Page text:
Oft-windy Nebraska ranks eighth in the country in potential wind energy, according to the federal government. The state’s wind energy output has improved markedly in recent years. But Nebraska continues to lag far behind neighbors Colorado, Kansas and Iowa, all of whom have become national leaders in wind.

The Banner County projects would have grown Nebraska’s wind capacity by 25%. It’s now unclear how many turbines will be possible because of the Air Force’s rule change.

“This would have been a big deal for a lot of farmers. And it would have been an even bigger deal for every property owner in Banner County,” Young said. “It’s just a killer. Don’t know how else to say it.”


Today, there are decommissioned silos scattered throughout Nebraska. But 82 silos in the Panhandle are still active and controlled 24/7 by Air Force crews.

Four hundred intercontinental ballistic missiles — ICBMs — are burrowed in the ground across northern Colorado, western Nebraska, Wyoming, North Dakota and Montana. The 80,000-pound missiles can fly 6,000 miles in less than a half-hour and inflict damage 20 times greater than the bombs dropped on Hiroshima in World War II.

“If we ever get bombed, they say this is the first place they’re going to bomb, because of the silos that we’ve got here,” said farmer Tom May.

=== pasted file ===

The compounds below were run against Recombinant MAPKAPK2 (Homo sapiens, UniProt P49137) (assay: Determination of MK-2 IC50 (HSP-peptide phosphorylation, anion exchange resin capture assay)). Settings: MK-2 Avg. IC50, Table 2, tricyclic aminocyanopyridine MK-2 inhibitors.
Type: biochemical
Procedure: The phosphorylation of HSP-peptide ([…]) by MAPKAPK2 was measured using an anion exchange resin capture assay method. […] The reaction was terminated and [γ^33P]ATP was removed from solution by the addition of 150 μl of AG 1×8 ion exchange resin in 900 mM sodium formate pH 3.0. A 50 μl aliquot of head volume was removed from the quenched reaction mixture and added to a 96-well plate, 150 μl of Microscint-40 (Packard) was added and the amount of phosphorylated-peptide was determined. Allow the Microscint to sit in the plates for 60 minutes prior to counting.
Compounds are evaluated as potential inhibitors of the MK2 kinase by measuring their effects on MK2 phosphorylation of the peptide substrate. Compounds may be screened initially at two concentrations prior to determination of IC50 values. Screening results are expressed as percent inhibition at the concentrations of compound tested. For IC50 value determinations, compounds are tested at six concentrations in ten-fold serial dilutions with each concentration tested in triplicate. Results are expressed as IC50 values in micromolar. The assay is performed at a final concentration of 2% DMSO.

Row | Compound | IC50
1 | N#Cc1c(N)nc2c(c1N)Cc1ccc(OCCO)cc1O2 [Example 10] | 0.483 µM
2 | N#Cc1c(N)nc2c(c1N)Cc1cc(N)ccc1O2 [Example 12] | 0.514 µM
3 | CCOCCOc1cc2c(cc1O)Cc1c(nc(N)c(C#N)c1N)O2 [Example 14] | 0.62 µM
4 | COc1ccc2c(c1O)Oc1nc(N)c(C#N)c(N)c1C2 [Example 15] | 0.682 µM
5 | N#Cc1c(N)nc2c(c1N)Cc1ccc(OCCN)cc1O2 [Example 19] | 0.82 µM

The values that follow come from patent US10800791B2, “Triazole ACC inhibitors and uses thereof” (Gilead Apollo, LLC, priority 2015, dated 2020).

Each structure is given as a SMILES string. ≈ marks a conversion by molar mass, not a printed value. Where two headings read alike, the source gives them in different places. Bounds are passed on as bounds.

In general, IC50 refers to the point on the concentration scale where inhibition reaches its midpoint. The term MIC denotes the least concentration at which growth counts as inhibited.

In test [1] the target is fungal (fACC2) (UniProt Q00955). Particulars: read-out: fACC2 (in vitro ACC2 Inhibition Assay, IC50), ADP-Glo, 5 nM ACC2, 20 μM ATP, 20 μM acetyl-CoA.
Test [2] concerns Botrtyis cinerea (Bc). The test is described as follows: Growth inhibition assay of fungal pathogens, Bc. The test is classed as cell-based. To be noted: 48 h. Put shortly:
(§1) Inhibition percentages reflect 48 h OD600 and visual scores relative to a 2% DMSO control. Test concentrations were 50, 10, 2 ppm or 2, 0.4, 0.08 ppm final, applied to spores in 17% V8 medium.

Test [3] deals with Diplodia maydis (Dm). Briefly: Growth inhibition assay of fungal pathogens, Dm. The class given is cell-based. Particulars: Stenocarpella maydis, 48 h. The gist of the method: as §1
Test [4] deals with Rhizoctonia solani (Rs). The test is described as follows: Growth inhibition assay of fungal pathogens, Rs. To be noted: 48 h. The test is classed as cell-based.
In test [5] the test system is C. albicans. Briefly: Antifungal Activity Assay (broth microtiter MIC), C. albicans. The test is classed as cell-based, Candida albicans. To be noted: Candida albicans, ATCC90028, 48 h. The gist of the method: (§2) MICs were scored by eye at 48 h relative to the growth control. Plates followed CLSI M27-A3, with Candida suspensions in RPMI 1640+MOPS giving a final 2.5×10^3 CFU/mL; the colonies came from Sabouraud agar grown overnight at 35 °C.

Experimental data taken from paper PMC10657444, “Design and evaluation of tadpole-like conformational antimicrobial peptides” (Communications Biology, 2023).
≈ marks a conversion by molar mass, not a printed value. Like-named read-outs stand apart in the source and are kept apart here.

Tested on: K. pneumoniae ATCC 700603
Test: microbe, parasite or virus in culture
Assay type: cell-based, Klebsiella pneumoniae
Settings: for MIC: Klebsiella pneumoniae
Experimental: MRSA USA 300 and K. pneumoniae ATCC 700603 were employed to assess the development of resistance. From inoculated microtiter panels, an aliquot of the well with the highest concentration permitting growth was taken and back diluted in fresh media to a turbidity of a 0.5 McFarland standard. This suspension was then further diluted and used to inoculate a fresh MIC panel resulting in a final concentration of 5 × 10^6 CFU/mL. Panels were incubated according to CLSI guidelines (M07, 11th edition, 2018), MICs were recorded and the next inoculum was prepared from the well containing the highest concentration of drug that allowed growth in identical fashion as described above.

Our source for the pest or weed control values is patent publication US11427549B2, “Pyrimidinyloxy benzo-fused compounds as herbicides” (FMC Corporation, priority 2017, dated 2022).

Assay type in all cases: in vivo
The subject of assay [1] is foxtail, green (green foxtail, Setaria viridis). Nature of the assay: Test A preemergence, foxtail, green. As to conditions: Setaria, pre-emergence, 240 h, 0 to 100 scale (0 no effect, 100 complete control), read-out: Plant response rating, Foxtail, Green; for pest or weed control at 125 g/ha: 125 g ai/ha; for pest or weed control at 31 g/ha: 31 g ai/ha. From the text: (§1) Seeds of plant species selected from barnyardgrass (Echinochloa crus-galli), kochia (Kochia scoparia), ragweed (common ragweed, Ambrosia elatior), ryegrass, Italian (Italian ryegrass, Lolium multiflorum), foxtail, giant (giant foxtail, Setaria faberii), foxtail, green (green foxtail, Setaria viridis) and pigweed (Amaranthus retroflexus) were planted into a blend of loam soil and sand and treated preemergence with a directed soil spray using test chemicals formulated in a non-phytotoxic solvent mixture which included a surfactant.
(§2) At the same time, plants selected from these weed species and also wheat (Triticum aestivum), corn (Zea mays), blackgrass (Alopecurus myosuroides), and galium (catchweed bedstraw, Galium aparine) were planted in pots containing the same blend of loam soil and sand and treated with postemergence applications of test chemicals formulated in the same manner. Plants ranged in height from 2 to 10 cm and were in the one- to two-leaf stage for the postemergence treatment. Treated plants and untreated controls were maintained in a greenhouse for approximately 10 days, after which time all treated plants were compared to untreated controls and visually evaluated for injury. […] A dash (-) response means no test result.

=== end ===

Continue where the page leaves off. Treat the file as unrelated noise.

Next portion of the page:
Every acre of May’s property sits within the two miles of a missile silo. Under the new Air Force rule, he can’t put a single wind turbine on his ground……….

Banner County had what developers called “world-class wind.” Many landowners were eager – signing away their acres came with the promise of roughly $15,000 per turbine per year. The turbines were also going to pump money into the county and school system, said county officials and company executives.

“In Banner County, it would have reduced property taxes to damn near nothing,” Young said they were told.

Eventually, two companies – Invenergy and Orion Renewable Energy Group – finalized plans to put up wind turbines in Banner County. 

Environmental impact studies were completed. Permits, leases and contracts were signed. 

Orion had 75 to 100 turbines planned, and hoped to have a project operating by this year. 

Invenergy was going to build as many as 200 turbines. The company had qualified for federal tax credits to start the project and had even poured the concrete pads that the turbines would sit upon, covering them back up with earth so farmers could use the land until construction began.